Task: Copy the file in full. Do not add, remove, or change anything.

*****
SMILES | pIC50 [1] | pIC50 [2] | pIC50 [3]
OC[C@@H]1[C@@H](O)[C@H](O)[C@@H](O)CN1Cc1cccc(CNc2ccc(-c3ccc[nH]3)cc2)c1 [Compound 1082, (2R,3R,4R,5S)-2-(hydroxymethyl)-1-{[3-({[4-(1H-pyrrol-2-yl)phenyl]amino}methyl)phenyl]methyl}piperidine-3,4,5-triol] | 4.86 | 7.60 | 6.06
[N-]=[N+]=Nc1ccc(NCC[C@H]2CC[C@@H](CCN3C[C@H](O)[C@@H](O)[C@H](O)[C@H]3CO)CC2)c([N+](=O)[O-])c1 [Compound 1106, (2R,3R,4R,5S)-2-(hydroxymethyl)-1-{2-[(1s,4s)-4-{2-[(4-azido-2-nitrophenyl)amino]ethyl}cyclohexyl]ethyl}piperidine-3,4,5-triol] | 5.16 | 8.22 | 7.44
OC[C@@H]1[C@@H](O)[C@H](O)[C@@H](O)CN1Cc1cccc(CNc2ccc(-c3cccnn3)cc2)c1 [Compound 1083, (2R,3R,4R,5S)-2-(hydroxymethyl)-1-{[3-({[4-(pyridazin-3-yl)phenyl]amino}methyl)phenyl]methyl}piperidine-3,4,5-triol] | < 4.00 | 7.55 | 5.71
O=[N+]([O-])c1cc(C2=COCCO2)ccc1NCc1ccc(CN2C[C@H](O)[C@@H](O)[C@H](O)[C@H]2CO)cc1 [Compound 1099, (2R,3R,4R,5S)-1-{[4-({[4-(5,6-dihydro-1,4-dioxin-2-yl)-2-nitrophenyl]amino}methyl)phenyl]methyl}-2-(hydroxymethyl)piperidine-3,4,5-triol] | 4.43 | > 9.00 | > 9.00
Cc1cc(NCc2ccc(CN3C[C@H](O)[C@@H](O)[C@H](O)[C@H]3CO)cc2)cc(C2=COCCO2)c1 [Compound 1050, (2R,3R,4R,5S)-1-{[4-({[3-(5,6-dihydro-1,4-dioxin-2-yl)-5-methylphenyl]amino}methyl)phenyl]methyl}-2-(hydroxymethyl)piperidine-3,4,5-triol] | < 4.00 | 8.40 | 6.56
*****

SMILES | pIC50 [1] | pIC50 [2] | pIC50 [3]
OC[C@@H]1[C@@H](O)[C@H](O)[C@@H](O)CN1Cc1cccc(CNc2ccc(-c3ccc[nH]3)cc2)c1 [Compound 1082, (2R,3R,4R,5S)-2-(hydroxymethyl)-1-{[3-({[4-(1H-pyrrol-2-yl)phenyl]amino}methyl)phenyl]methyl}piperidine-3,4,5-triol] | 4.86 | 7.60 | 6.06
[N-]=[N+]=Nc1ccc(NCC[C@H]2CC[C@@H](CCN3C[C@H](O)[C@@H](O)[C@H](O)[C@H]3CO)CC2)c([N+](=O)[O-])c1 [Compound 1106, (2R,3R,4R,5S)-2-(hydroxymethyl)-1-{2-[(1s,4s)-4-{2-[(4-azido-2-nitrophenyl)amino]ethyl}cyclohexyl]ethyl}piperidine-3,4,5-triol] | 5.16 | 8.22 | 7.44
OC[C@@H]1[C@@H](O)[C@H](O)[C@@H](O)CN1Cc1cccc(CNc2ccc(-c3cccnn3)cc2)c1 [Compound 1083, (2R,3R,4R,5S)-2-(hydroxymethyl)-1-{[3-({[4-(pyridazin-3-yl)phenyl]amino}methyl)phenyl]methyl}piperidine-3,4,5-triol] | < 4.00 | 7.55 | 5.71
O=[N+]([O-])c1cc(C2=COCCO2)ccc1NCc1ccc(CN2C[C@H](O)[C@@H](O)[C@H](O)[C@H]2CO)cc1 [Compound 1099, (2R,3R,4R,5S)-1-{[4-({[4-(5,6-dihydro-1,4-dioxin-2-yl)-2-nitrophenyl]amino}methyl)phenyl]methyl}-2-(hydroxymethyl)piperidine-3,4,5-triol] | 4.43 | > 9.00 | > 9.00
Cc1cc(NCc2ccc(CN3C[C@H](O)[C@@H](O)[C@H](O)[C@H]3CO)cc2)cc(C2=COCCO2)c1 [Compound 1050, (2R,3R,4R,5S)-1-{[4-({[3-(5,6-dihydro-1,4-dioxin-2-yl)-5-methylphenyl]amino}methyl)phenyl]methyl}-2-(hydroxymethyl)piperidine-3,4,5-triol] | < 4.00 | 8.40 | 6.56